Is Marriage a Failure? was a boxed set of 18 stereographs (and in this example 17 are still extant)1 published by Underwood and Underwood in 1901. The stereographs consisted of two gelatin silver prints mounted, with a focal point 2.5" apart, on heavy card stock. The cards were curved, supposedly to help with the 3D effect.2
The series presents a humorous story line of Victorian courtship, marriage and later married life. Apart from scenic and foreign views, these humorous courtship/wedding series were the among the most popular subjects of late Victorian stereographs.
As previously discussed, Stereoscopic photographs (stereographs, stereo views or stereo cards), in the form of daguerrotypes, debuted at the 1851 Crystal Palace Exhibition in London. In America, Dr. Oliver Wendell Holmes, the famed physician and Fireside poet, designed a simple hand-held stereoscope in 1859 and became an early proponent of stereo photography:
“The stereograph, as we have called the double picture designed for the stereoscope, is to be the card of introduction to make all mankind acquaintances. The first effect of looking at a good photograph through the stereoscope is a surprise such as no painting ever produced. The mind feels its way into the very depths of the picture.” 3
Inspired by Holmes’ descriptions, Benjamin W. Kilburn, a photographer from Littleton, New Hampshire, began experimenting with stereo photography as early as 1865. Initially he photographed views of the nearby White Mountains, and later, scenic views throughout the US, Europe and Asia. The Kilburn Brothers and, later, B. W. Kilburn Co., were largely responsible for the popularization of the stereo view in 19th century America. Their inexpensive cards (and inexpensive Holmes viewers) allowed the growing middle and working classes to experience world travel.
In 1882, Elmer Underwood of Ottawa, Kansas, a subscription book salesman and his brother Bert, a bookkeeper, decided to try selling Kilburn line of stereographs in the West. The venture was immediately successful, and soon the brothers added images from a number of photographers. Within a few years they established Underwood and Underwood Publishers and began to produce their own negatives. They moved the business to New York in 1891, and by the early 1900s were producing more than 25,000 cards per day.
At their height of popularity, between 1900―1920, it has been estimated that almost half the households in the US had them and the six major publishers, Underwood and Underwood, Keystone, B.W. Kilburn, H.C. White, Griffith and Griffith and Universal Photo Art produced almost 300 million cards.
Ultimately the stereograph became a victim of its own success. By the 1920s halftone stereo chromolithographs flooded the market, priced at less than a penny a piece. This, combined with the rising popularity of halftone-illustrated media (Time and Life magazines, e.g.), the the emergence of the motion picture, and finally the Great Depression resulted in their decline. Eventually most of the publishers sold their negative libraries to Keystone, which continued to produced stereographs (mostly educational or technical views) until at least 1955.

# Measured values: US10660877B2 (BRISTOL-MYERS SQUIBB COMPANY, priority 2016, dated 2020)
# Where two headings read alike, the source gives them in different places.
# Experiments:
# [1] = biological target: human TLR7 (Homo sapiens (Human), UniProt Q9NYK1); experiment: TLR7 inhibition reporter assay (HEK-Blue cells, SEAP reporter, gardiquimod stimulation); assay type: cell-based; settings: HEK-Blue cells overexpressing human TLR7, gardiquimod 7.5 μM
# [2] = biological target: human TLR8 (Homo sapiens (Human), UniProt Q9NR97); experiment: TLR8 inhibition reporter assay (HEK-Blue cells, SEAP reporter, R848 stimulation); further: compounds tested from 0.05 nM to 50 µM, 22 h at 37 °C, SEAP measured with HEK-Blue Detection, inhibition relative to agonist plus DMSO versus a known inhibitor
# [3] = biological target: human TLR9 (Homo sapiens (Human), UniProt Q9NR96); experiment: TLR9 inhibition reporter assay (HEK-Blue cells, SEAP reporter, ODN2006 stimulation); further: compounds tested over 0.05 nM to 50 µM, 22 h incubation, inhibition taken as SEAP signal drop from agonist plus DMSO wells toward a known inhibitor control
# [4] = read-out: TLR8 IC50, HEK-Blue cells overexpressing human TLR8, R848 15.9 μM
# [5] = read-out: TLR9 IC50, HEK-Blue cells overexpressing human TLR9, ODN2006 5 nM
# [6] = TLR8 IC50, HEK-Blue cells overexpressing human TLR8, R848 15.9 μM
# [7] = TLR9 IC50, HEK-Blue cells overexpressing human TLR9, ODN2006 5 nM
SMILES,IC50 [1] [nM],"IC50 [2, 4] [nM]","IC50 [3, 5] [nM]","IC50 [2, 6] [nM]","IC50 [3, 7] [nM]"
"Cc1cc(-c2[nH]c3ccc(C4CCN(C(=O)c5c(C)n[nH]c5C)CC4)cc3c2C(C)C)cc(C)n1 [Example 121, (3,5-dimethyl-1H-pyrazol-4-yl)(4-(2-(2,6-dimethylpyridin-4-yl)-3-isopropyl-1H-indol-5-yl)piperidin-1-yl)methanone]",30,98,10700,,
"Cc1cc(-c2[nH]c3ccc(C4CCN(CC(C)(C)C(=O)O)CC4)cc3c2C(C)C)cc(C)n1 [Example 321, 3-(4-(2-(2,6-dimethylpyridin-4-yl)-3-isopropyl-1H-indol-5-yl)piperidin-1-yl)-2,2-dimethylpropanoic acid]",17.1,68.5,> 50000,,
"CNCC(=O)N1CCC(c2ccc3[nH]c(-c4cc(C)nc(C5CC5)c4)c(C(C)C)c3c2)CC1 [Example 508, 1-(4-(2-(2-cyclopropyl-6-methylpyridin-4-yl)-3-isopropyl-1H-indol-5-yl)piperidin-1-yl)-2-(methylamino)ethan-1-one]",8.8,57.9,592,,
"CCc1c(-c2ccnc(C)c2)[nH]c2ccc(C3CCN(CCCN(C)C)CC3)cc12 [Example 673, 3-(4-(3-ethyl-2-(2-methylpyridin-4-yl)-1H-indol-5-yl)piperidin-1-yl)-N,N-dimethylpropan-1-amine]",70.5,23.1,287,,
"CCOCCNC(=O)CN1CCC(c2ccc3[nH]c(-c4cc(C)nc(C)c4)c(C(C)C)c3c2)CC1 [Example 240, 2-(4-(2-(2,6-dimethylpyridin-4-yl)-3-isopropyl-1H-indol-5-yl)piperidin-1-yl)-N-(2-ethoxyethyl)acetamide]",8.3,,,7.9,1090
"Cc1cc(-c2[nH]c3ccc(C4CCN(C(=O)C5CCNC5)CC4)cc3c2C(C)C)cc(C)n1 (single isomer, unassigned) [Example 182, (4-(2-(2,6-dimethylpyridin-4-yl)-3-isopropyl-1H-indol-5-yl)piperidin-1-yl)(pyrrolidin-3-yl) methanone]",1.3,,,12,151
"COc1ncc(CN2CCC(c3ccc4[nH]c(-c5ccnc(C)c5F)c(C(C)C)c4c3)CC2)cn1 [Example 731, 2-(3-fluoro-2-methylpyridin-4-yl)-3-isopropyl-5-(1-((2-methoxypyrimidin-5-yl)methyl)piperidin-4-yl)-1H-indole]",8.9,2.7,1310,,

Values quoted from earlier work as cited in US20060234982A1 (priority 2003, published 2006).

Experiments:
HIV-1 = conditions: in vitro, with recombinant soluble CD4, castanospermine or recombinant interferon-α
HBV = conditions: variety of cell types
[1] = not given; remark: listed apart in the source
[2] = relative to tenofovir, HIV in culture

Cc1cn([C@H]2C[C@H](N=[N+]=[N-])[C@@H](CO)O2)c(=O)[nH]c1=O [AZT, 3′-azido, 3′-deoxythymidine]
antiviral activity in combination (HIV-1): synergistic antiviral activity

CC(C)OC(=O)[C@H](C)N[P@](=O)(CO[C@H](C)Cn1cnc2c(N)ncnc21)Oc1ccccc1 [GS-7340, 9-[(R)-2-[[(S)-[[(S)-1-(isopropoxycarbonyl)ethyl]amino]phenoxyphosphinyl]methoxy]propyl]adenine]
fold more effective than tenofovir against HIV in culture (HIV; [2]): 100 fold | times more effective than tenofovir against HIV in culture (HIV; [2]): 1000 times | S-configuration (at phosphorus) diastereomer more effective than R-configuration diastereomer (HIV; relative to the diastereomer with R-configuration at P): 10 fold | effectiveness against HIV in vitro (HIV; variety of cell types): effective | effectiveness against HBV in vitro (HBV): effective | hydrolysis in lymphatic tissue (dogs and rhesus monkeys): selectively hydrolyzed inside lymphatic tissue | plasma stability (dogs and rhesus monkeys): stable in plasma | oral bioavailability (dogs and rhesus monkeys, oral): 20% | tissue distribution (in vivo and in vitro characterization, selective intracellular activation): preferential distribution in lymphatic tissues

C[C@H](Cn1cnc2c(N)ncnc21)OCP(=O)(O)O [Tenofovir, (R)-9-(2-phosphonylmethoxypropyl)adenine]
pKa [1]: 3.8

Between 1860 and 1930 more than seven million different images were produced. Travel scenes were, by far, the most common, but other genres, including humorous or satirical courtship, marriage and children’s series were also popular. The Wedding set (usually 12 cards, but in our case 18), produced by all of the major stereo publishers, included views of the courtship, the wedding march and ceremony, the wedding breakfast, and finally, a scene from the bridal suite, where, often, the bride was dressed only in a petticoat. This last card, Victorian soft-core porn at it’s middle-America best, was responsible for many a door-to-door sale.4
1. And the missing card, no. 11, which shows the newly-married couple gazing at a Christmas tree and dreaming of children, is not all that critical to the story line. Update: Michael Deane, of Gurnsey, has kindly supplied your narrator an image of the elusive card:
2. True Fact: your humble author suffers from both strabismus and amblyopia to a degree that these stereo views are largely wasted on him. Any method for 3D images: including red-blue anaglyphs, polarized glasses, even a pair of Evans and Sutherland LCD goggles employed at a pharmaceutical research lab in the late 1980s* don’t work for me. A doctor (perhaps my favorite GP; he smoked a pipe during office visits) later told me that I simply don’t see in three dimensions, possibly explaining why, if you throw something at me, I am very likely not to catch it. Which, in turn, at least partially explains why I suck at baseball. Related:
*More specifically, as best I can recall, an pair of Evans and Sutherland LCD shutter googles connected to an Evans and Sutherland PS390 workstation, in turn connected to a DEC MicroVAX (either II or 2000, probably a II) running Tripos’ SYBYL (no clue on the version).
3. Oliver Wendell Holmes. “The Stereoscope and The Stereograph” The Atlantic Monthly 3:20. June 1859. 738―48. For more information about Holmes and the American stereograph see: Hamilton, George. Oliver Wendell Holmes―His pioneer Stereoscope and the later Industry. New York: The Newcomen Society, 1949.
4. Although, honestly, the French were much better at this sort of thing. For example this ca.1860s hand tinted daguerreotype:
15 Feb 2009, updated 8 Feb 2010 ‧ Photography